This is the greatest answer. Every director approached with the offer to remake a classic Hollywood film needs to memorize this response. Because when Edgar Wright was asked if he wanted to participate in a remake of the classic John Landis horror-comedy An American Werewolf in London, the Baby Driver helmer wisely explained:
It was years ago. Way before Max [Landis] came onboard. There was no script, just the idea of doing it. John [Landis], whom I love, asked me and I said it's a perfect movie as far as I'm concerned, and I have nothing to add to it.
And scene. Really, what more does one need? That's a perfect movie. "I have nothing to add to it." Think how many terrible remakes we would be spared if Hollywood studios, and talented filmmakers, realized that the cash grab isn't always worth it, when nothing else of value can be added?
You could understand why a studio might WANT Edgar Wright to direct a remake of An American Werewolf in London, even though Wright's filmography doesn't really lend itself to pure horror. His zombie comedy Shaun of the Dead is the closest he has come, and that leans a lot closer to comedy than John Landis' 1981 classic does.
Then again, Edgar Wright did contribute to Quentin Tarantino and Robert Rodriguez's Grindhouse experiment with this memorable trailer for a fake horror movie called Don't. Years later, this remains awesome.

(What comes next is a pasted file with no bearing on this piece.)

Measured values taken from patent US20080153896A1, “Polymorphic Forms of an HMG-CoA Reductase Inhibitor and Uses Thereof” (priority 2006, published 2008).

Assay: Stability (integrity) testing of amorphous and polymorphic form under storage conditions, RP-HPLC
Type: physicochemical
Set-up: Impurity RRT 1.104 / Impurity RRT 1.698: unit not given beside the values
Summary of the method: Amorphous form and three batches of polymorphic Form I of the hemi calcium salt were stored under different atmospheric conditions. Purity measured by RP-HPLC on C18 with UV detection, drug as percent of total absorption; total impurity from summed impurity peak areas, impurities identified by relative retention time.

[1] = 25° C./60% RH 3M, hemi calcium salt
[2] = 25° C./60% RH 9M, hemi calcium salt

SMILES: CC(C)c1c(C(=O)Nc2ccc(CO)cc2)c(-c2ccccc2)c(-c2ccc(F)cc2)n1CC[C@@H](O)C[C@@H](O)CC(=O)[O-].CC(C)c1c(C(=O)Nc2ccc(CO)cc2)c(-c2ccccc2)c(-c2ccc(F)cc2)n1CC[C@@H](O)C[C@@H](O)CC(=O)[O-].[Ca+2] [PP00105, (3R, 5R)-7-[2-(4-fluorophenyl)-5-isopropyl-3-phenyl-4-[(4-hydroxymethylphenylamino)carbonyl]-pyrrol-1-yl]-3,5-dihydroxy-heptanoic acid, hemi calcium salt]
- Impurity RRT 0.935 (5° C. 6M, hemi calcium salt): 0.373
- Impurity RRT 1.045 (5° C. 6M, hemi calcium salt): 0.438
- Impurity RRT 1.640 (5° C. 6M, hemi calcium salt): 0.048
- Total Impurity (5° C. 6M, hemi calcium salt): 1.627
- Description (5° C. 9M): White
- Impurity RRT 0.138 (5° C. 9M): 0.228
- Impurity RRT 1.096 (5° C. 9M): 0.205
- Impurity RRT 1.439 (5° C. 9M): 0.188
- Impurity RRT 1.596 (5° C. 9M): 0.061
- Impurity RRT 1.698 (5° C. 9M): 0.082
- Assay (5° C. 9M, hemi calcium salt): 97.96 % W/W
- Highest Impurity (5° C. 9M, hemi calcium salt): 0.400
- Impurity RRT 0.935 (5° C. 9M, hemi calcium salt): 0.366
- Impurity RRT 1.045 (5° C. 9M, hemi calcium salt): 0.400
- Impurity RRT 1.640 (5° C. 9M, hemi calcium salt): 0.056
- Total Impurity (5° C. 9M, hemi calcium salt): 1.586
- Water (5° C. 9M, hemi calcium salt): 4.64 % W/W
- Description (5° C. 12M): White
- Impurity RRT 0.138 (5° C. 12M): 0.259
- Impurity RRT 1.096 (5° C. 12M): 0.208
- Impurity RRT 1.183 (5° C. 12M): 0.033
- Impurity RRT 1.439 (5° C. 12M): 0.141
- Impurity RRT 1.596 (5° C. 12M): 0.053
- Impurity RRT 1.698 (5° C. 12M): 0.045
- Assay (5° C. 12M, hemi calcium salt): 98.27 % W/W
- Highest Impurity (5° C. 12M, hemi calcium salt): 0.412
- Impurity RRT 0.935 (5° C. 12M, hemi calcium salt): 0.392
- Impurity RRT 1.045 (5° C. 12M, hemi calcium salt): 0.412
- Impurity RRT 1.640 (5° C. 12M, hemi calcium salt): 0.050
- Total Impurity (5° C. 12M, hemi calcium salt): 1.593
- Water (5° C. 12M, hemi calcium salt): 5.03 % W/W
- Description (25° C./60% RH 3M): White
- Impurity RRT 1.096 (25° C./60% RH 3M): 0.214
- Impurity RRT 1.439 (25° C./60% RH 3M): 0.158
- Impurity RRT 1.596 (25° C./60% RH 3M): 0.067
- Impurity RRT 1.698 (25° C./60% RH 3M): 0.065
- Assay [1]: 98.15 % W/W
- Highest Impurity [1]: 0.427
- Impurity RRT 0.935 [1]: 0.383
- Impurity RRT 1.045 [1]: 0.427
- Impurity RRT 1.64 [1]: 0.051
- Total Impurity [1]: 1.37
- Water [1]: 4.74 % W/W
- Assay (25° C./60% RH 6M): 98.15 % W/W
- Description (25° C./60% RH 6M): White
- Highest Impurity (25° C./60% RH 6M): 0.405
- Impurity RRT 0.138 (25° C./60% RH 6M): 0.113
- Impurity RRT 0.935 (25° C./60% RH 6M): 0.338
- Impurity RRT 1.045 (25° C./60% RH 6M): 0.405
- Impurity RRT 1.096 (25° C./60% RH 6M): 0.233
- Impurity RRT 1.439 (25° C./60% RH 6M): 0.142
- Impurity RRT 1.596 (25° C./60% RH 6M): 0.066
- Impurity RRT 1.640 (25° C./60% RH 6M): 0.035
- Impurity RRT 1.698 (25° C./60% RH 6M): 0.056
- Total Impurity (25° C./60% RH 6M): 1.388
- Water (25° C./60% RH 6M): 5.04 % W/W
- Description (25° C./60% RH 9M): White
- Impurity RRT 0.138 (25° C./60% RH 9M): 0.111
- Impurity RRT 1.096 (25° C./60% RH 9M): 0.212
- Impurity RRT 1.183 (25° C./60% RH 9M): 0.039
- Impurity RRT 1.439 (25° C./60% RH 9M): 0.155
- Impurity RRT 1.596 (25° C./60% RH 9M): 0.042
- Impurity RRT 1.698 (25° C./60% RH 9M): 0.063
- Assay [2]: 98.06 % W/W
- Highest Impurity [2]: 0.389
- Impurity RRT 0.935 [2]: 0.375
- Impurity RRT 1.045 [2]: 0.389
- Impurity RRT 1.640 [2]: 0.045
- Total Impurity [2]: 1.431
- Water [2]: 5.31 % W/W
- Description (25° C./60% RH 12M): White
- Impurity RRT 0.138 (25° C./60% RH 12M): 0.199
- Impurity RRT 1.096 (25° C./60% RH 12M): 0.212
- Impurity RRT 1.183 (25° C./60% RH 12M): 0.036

After the Edgar Wright story made the rounds, John Landis' son Max reached out to SlashFilm for even more clarification. He said that his father, John, basically couldn't have offered Edgar Wright the chance to helm a remake of An American Werewolf in London, because for years, the rights to the property were tied up. It's only recently that the legal workings have course corrected, and a remake is on the right path.
Guess who is writing it? Max Landis, himself. Max's credits include David Ayer's monster-cop movie Bright, the Same Rockwell comedy Mr. Right, and the story for Chronicle, the movie that launched Josh Trank's career.
In the 1981 movie An American Werewolf in London, two backpackers touring the British countryside are attacked by a werewolf, and one -- in the aftermath -- begins suffering painful transformations. The movie's great, though it's best characterized for its incredible movie-monster makeup by Rick and Elaine Baker.
Edgar Wright was right to turn the remake down. If you can't improve on perfection, don't try, just for the paycheck. We don't know what Edgar Wright is working on next, but he's fresh off of the success of Baby Driver, and likely has the pick of the litter of the top screenplays (and doesn't need an unnecessary remake on his resume).